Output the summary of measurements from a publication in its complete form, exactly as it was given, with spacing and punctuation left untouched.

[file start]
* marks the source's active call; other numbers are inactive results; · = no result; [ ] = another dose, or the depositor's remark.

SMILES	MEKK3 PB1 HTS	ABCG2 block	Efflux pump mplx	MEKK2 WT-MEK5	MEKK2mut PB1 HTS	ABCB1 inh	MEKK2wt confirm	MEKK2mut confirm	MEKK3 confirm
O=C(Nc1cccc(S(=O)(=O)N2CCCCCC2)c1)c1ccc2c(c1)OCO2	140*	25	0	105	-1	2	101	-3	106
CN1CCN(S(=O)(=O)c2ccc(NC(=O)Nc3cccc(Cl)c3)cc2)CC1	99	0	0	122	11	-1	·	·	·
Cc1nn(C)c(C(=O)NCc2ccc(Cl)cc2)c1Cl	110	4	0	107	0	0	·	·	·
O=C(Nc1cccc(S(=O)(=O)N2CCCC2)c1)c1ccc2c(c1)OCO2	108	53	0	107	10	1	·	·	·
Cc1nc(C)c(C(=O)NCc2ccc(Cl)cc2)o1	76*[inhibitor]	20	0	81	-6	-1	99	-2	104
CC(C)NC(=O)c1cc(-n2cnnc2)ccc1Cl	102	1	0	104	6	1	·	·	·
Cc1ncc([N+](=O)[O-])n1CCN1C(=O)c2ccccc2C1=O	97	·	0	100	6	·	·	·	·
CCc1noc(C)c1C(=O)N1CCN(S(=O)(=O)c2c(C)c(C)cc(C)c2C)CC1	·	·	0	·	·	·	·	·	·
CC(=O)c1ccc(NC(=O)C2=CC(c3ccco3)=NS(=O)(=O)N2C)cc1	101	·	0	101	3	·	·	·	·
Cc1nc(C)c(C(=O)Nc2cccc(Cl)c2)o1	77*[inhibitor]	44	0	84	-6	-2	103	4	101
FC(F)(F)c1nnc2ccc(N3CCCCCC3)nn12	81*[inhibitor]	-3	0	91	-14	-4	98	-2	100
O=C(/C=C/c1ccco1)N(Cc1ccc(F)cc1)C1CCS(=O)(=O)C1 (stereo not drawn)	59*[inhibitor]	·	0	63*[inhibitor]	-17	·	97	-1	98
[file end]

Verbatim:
* marks the source's active call; other numbers are inactive results; · = no result; [ ] = another dose, or the depositor's remark.

SMILES	MEKK3 PB1 HTS	ABCG2 block	Efflux pump mplx	MEKK2 WT-MEK5	MEKK2mut PB1 HTS	ABCB1 inh	MEKK2wt confirm	MEKK2mut confirm	MEKK3 confirm
O=C(Nc1cccc(S(=O)(=O)N2CCCCCC2)c1)c1ccc2c(c1)OCO2	140*	25	0	105	-1	2	101	-3	106
CN1CCN(S(=O)(=O)c2ccc(NC(=O)Nc3cccc(Cl)c3)cc2)CC1	99	0	0	122	11	-1	·	·	·
Cc1nn(C)c(C(=O)NCc2ccc(Cl)cc2)c1Cl	110	4	0	107	0	0	·	·	·
O=C(Nc1cccc(S(=O)(=O)N2CCCC2)c1)c1ccc2c(c1)OCO2	108	53	0	107	10	1	·	·	·
Cc1nc(C)c(C(=O)NCc2ccc(Cl)cc2)o1	76*[inhibitor]	20	0	81	-6	-1	99	-2	104
CC(C)NC(=O)c1cc(-n2cnnc2)ccc1Cl	102	1	0	104	6	1	·	·	·
Cc1ncc([N+](=O)[O-])n1CCN1C(=O)c2ccccc2C1=O	97	·	0	100	6	·	·	·	·
CCc1noc(C)c1C(=O)N1CCN(S(=O)(=O)c2c(C)c(C)cc(C)c2C)CC1	·	·	0	·	·	·	·	·	·
CC(=O)c1ccc(NC(=O)C2=CC(c3ccco3)=NS(=O)(=O)N2C)cc1	101	·	0	101	3	·	·	·	·
Cc1nc(C)c(C(=O)Nc2cccc(Cl)c2)o1	77*[inhibitor]	44	0	84	-6	-2	103	4	101
FC(F)(F)c1nnc2ccc(N3CCCCCC3)nn12	81*[inhibitor]	-3	0	91	-14	-4	98	-2	100
O=C(/C=C/c1ccco1)N(Cc1ccc(F)cc1)C1CCS(=O)(=O)C1 (stereo not drawn)	59*[inhibitor]	·	0	63*[inhibitor]	-17	·	97	-1	98